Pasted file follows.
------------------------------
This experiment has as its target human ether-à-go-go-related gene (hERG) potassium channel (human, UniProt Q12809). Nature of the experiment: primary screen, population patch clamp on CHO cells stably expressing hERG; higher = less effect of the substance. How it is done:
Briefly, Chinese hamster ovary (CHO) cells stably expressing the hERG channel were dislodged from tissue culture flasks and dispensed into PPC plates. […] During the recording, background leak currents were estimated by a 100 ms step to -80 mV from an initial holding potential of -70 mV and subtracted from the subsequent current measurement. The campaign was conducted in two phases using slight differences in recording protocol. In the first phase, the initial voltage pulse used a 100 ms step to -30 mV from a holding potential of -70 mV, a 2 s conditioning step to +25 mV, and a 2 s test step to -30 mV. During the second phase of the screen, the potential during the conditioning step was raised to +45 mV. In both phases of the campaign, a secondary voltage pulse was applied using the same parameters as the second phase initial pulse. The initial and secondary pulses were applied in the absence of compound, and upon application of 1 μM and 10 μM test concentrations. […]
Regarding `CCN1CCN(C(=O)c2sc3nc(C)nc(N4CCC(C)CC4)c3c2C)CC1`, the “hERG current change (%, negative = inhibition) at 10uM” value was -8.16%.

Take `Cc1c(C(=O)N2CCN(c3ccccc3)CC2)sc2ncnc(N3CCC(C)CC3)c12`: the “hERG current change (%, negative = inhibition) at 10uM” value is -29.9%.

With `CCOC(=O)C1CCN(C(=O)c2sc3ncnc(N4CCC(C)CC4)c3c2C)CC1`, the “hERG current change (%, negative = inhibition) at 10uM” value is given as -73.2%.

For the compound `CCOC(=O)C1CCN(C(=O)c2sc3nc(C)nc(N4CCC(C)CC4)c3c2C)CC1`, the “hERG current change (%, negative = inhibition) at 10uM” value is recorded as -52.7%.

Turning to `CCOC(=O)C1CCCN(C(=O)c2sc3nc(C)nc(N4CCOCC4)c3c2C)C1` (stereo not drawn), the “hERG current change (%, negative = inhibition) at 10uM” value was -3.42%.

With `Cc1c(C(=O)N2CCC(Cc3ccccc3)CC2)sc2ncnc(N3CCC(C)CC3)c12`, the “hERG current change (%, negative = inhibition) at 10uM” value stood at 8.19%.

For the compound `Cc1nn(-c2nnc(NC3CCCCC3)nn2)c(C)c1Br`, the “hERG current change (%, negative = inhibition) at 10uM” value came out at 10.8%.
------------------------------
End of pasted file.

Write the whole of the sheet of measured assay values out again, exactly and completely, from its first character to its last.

This experiment has as its target human ether-à-go-go-related gene (hERG) potassium channel (human, UniProt Q12809). Nature of the experiment: primary screen, population patch clamp on CHO cells stably expressing hERG; higher = less effect of the substance. How it is done:
Briefly, Chinese hamster ovary (CHO) cells stably expressing the hERG channel were dislodged from tissue culture flasks and dispensed into PPC plates. […] During the recording, background leak currents were estimated by a 100 ms step to -80 mV from an initial holding potential of -70 mV and subtracted from the subsequent current measurement. The campaign was conducted in two phases using slight differences in recording protocol. In the first phase, the initial voltage pulse used a 100 ms step to -30 mV from a holding potential of -70 mV, a 2 s conditioning step to +25 mV, and a 2 s test step to -30 mV. During the second phase of the screen, the potential during the conditioning step was raised to +45 mV. In both phases of the campaign, a secondary voltage pulse was applied using the same parameters as the second phase initial pulse. The initial and secondary pulses were applied in the absence of compound, and upon application of 1 μM and 10 μM test concentrations. […]
Regarding `CCN1CCN(C(=O)c2sc3nc(C)nc(N4CCC(C)CC4)c3c2C)CC1`, the “hERG current change (%, negative = inhibition) at 10uM” value was -8.16%.

Take `Cc1c(C(=O)N2CCN(c3ccccc3)CC2)sc2ncnc(N3CCC(C)CC3)c12`: the “hERG current change (%, negative = inhibition) at 10uM” value is -29.9%.

With `CCOC(=O)C1CCN(C(=O)c2sc3ncnc(N4CCC(C)CC4)c3c2C)CC1`, the “hERG current change (%, negative = inhibition) at 10uM” value is given as -73.2%.

For the compound `CCOC(=O)C1CCN(C(=O)c2sc3nc(C)nc(N4CCC(C)CC4)c3c2C)CC1`, the “hERG current change (%, negative = inhibition) at 10uM” value is recorded as -52.7%.

Turning to `CCOC(=O)C1CCCN(C(=O)c2sc3nc(C)nc(N4CCOCC4)c3c2C)C1` (stereo not drawn), the “hERG current change (%, negative = inhibition) at 10uM” value was -3.42%.

With `Cc1c(C(=O)N2CCC(Cc3ccccc3)CC2)sc2ncnc(N3CCC(C)CC3)c12`, the “hERG current change (%, negative = inhibition) at 10uM” value stood at 8.19%.

For the compound `Cc1nn(-c2nnc(NC3CCCCC3)nn2)c(C)c1Br`, the “hERG current change (%, negative = inhibition) at 10uM” value came out at 10.8%.